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Horror in Civilization

A human eyeball shoots out of its socket, and rolls into a gutter.  A child returns from the dead and tears the beating heart from his tormentor’s chest.  A young man has horrifying visions of his decomposing mother’s corpse.  A baby is ripped from its living mother’s womb.  A mother tears her son to pieces, and parades around with his head on a stick ...  These are scenes from the notorious, banned ‘video nasty’ films (a series of controversial, violent VHS releases banned in the UK under the Video Recordings Act of 1984) Eaten Alive, Zombie Flesh Eaters, I Spit on Your Grave, Anthropophagous: The Beast, and Cannibal Holocaust.

Well, no.  They could be – but they’re not.  All these scenes and images can be found in any bookshop, safely inside the respectable covers of canonical literary classics, in the works of Edgar Allan Poe, M. R. James, James Joyce, William Shakespeare, and Euripides.  Only the first two of these are avowedly writers of horror, and none of these books comes with any kind of public health warning or age-suitability guideline.  What is the relationship between culture and violence?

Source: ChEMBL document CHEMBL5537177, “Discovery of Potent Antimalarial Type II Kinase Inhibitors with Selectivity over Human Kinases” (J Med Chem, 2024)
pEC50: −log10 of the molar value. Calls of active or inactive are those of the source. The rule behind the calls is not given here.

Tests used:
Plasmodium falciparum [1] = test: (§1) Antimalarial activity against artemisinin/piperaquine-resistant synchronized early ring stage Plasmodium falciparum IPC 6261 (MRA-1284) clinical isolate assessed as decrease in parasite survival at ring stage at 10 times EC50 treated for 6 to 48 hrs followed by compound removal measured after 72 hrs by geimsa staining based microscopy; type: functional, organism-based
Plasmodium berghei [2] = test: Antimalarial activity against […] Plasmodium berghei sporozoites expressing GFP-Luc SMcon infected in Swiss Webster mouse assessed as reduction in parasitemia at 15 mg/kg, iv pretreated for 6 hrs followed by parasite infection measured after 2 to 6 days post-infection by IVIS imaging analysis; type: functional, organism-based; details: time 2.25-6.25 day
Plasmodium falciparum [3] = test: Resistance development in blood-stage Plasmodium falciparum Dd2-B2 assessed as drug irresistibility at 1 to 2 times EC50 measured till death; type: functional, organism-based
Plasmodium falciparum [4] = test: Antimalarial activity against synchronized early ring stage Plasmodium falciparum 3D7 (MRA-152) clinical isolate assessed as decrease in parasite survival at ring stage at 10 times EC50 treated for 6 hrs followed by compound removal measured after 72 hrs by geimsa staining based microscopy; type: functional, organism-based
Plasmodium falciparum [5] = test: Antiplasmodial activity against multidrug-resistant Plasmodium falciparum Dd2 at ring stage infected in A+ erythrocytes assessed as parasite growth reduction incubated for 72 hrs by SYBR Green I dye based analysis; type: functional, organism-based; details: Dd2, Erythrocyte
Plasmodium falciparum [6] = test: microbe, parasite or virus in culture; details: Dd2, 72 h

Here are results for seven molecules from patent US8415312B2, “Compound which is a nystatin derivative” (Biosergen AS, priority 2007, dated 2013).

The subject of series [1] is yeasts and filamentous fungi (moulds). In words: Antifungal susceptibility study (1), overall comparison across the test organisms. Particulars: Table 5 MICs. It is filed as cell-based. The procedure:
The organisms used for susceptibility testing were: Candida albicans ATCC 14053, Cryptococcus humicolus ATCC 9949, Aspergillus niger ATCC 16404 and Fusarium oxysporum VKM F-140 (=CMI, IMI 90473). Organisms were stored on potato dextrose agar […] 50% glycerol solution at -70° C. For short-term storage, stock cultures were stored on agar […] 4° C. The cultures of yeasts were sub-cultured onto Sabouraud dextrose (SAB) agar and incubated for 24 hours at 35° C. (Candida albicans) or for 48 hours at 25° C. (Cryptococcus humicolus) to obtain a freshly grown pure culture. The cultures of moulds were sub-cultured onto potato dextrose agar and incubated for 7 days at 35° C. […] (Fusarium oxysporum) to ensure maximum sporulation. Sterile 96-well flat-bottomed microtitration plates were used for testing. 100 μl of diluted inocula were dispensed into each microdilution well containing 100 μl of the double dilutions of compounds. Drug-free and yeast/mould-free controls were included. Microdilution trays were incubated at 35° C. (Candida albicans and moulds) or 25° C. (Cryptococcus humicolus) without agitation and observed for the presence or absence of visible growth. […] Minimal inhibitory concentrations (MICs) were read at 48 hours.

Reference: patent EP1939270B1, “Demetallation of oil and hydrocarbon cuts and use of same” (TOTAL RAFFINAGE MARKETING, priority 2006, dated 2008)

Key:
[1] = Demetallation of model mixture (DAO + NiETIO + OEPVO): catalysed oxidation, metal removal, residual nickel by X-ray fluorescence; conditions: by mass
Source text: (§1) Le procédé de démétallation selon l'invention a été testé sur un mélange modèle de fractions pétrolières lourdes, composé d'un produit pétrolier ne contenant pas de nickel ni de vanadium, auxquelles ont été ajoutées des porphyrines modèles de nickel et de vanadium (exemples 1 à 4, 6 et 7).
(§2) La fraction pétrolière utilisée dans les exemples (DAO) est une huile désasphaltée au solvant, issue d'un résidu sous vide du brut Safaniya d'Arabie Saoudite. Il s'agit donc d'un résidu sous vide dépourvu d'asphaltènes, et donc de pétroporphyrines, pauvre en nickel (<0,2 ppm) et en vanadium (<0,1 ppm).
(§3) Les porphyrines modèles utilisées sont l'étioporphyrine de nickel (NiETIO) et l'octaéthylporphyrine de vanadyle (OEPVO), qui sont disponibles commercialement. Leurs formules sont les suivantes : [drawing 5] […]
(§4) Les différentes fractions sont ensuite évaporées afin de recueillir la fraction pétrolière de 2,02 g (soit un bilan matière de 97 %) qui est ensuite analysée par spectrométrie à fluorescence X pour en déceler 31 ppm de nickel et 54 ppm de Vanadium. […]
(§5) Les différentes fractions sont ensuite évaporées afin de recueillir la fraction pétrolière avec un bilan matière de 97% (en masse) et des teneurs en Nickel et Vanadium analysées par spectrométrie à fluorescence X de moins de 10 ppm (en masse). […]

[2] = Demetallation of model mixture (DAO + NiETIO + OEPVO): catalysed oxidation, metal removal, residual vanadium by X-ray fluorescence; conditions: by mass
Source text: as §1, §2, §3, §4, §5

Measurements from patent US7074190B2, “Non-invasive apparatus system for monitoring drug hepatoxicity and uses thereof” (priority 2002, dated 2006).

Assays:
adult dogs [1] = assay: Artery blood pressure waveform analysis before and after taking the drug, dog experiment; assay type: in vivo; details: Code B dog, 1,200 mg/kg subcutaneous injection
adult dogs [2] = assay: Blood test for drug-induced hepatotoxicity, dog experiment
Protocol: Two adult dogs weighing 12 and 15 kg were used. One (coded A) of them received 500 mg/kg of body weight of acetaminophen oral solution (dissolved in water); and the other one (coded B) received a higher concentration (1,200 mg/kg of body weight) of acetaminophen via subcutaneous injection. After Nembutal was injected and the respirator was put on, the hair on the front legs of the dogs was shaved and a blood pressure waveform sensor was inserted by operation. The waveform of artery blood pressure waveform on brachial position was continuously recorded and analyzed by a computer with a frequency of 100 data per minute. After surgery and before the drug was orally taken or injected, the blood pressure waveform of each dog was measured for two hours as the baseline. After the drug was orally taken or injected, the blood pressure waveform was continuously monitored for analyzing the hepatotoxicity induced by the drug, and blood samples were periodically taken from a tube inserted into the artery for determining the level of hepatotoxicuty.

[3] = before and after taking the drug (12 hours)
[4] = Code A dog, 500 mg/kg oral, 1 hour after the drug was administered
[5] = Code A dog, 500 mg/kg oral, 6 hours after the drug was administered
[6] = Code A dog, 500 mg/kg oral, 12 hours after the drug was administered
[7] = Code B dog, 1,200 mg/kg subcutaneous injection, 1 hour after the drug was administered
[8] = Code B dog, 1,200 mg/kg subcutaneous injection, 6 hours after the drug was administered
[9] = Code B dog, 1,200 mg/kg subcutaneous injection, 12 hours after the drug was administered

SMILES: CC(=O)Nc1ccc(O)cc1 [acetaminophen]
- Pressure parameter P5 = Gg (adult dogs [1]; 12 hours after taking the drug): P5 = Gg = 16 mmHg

Euripides’s The Bacchae, first performed around 400 BC, is one of the foundational works of the Western literary canon.  In describing graphically the actions of Agave and her Maenads, dismembering King Pentheus while under the frenzied influence of the god Dionysus, and putting his head on a pole, it also sets the bar very high for artistic representations of violence and gore.  The spectacle of violence, then, is encoded in art from its very beginnings.  Palaeohistorians have argued plausibly that the capacity to make art is one of the crucial distinguishing features of humanity, and a very significant evolutionary advantage: homo sapiens made art, we survived; Neanderthal Man did neither. It is likely that Greek Tragedy and perhaps all art has its deep origins in ritual.  The anthropologist Clifford Geertz usefully defines ritual as ‘consecrated behavior’, and suggests that elaborate or public religious rituals might best be thought of as ‘cultural performances’, simultaneously providing both models of an external or social reality (they reflect reality) and models for that reality (they shape reality). We will return to the ritualistic element of horror throughout this book, but for now I want to give an example of the interweaving of culture, religion, and horror.